Painting an unfinished basement ceiling is a great way to make a short ceiling look higher! Learn how to paint an unfinished basement ceiling.
Over the weekend, we painted our basement ceiling of my soon-to-be studio space. I’m so excited to share how it turned out! I feel like we gained about a foot of space visually.
Even I doubted that paint could make the mismatched pipes and ductwork look good, but everything looks amazing.
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Basement Ceiling Painting FAQs
Why should you paint a basement ceiling?
- Much faster than drywall. This entire ceiling was painted using a sprayer in about 3 hours (with breaks between to let the paint dry.) Drywall would have taken days to finish. Plus, drywalling a ceiling involves a lot more work and neck aches.
- To leave access to pipes. We know that we’re not finished with the house and future pipework will need to take place. Plus we have hard water, so it’s inevitable that we will need to fix pipes in the future. An exposed ceiling allows us access to those pipes.
- Budget. To be fair, drywall is pretty inexpensive to DIY, but so is painting. If you already own a sprayer, all you need is paint and primer.
- Keep away unwanted guests. I detailed our pest problem in my post about removing insulation, but it was also a consideration when deciding to spray the ceiling. Exposed rafters leave nowhere for pests to live.
- Looks cool. I like the way the exposed beams and pipes make the space feel slightly industrial.
- Gain visual height. Our basement walls are 8′ high, which is standard, but the open basement ceiling makes the walls feel so much higher.
What colors should you use to paint a basement ceiling?
You’re only limited by your imagination, really. Most images show white, black, or gray ceilings, but I chose a grayish- aqua instead.
Black ceilings are great for hiding everything. It all just disappears. But black can make the ceiling feel lower.
White ceilings can make a room feel brighter, but white needs more coats of paint. And special primer to block the knots from turning yellow with time.
Gray seemed like a good compromise. It’s lighter, but still hides a lot of the details. Plus, gray covers better than any other color.
And then I came across this article and knew that I needed a grayed-out aqua color for my basement ceiling. I chose Sherwin Williams Sea Salt. If you try to find it in the paint rack, it’s with the gray section, not the aqua or green section.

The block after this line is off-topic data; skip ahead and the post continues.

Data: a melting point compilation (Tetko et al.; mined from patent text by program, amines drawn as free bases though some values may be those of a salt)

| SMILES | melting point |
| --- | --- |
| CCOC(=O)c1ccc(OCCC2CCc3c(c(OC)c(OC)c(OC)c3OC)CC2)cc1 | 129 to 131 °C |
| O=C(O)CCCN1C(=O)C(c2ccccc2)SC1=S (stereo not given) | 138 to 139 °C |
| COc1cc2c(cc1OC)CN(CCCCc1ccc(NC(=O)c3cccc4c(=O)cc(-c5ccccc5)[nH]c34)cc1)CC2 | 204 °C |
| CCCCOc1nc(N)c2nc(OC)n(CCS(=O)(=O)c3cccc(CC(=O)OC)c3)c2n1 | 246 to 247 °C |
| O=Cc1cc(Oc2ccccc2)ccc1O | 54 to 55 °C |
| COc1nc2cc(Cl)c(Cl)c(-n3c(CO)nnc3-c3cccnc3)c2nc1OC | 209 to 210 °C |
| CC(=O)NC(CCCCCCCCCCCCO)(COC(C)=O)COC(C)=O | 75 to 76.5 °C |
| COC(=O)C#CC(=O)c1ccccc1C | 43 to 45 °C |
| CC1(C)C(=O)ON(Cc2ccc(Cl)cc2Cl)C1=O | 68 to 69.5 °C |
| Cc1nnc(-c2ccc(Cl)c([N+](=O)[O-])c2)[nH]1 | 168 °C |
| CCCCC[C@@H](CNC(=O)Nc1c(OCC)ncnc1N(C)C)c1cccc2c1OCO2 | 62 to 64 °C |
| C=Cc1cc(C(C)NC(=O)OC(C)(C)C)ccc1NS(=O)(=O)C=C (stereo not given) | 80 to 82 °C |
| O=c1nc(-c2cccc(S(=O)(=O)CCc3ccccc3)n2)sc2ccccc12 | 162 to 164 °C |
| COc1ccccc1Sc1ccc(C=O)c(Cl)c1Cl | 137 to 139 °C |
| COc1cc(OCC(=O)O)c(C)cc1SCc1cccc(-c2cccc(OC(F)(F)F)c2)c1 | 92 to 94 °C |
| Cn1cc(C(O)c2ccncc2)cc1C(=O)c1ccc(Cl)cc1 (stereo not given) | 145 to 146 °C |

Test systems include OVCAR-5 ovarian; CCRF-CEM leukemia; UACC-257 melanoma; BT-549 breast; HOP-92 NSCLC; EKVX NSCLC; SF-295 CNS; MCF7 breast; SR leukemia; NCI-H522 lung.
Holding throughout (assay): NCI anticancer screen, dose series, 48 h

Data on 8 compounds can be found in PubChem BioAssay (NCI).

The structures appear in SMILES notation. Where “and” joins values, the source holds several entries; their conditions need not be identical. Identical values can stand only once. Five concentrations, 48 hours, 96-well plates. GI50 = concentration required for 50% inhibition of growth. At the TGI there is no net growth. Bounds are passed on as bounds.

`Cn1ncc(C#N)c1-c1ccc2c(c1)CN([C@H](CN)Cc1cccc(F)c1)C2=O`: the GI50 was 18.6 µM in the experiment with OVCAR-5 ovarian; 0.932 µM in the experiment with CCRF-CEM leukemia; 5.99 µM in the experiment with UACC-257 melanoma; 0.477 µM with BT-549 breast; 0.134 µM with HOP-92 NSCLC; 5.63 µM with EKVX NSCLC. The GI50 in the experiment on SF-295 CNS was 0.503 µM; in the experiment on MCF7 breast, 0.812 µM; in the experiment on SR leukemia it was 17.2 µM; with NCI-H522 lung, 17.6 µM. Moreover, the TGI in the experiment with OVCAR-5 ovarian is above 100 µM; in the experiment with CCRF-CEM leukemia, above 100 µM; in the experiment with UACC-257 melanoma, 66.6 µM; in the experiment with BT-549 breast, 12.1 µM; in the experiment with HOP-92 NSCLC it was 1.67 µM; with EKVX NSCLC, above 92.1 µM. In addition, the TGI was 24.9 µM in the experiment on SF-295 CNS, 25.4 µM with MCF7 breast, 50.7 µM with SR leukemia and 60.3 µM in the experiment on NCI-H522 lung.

We chose an eggshell finish, but flat would work as well. Paint with a higher sheen will show every flaw in the surface, and believe me, there are a ton!
How much does it cost to paint an exposed basement ceiling?
We spent about $575 total to paint our basement ceiling. Here’s a detailed list of what we bought and spent:
- Paint sprayer: $300**
- Primer: $84*
- Paint: $150
- Drop cloths: $12
- Paint respirator: $30
*Buying paint and primer in 5-gallon buckets saved money and time. Plus, we still have some leftover for future projects.
**The sprayer will be used for future projects as well. Although we already own a smaller sprayer, we bought a bigger one to tackle the ceiling. Holding a bucket of paint above our heads didn’t sound like fun. Neither did having to refill the bucket every few minutes. The bigger sprayer was worth every penny.
Looking for places to order paint from your home?
Can you paint pipes and ductwork in a basement?
Yes! Painting pipes and ductwork in a basement is a great way to make them disappear visually. To make the paint stick, make sure you use a primer.
We had a variety of materials: copper pipes, PVC pipes, softer pipes, ducts, metal ductwork, etc. And the paint covered all the surfaces and made the whole space look better.
See the finished craft room here!
How to Paint an Unfinished Basement Ceiling
In full disclosure, my husband did 100% of the work on this because as it turns out, spraying is a 1 person job. We typically work together, but there was not much to help him with.
- Paint sprayer
- Paint (we chose an eggshell finish)
- Plastic drop cloths
- Painter’s tape
- Protection (painter’s coveralls, goggles, gloves, respirator)
Prep Basement Ceiling for Paint
We had already removed the insulation from the ceiling in preparation for this project, but we still had to clean the ceiling, plus protect everything from paint overspray.
Cleaning a Basement Ceiling
- Start by using a broom or brush to clean the ceiling. This is a good time to find any hidden pieces of insulation that you missed.
- You can also use a ShopVac. I often use a vacuum to clean cobwebs and it works wonders.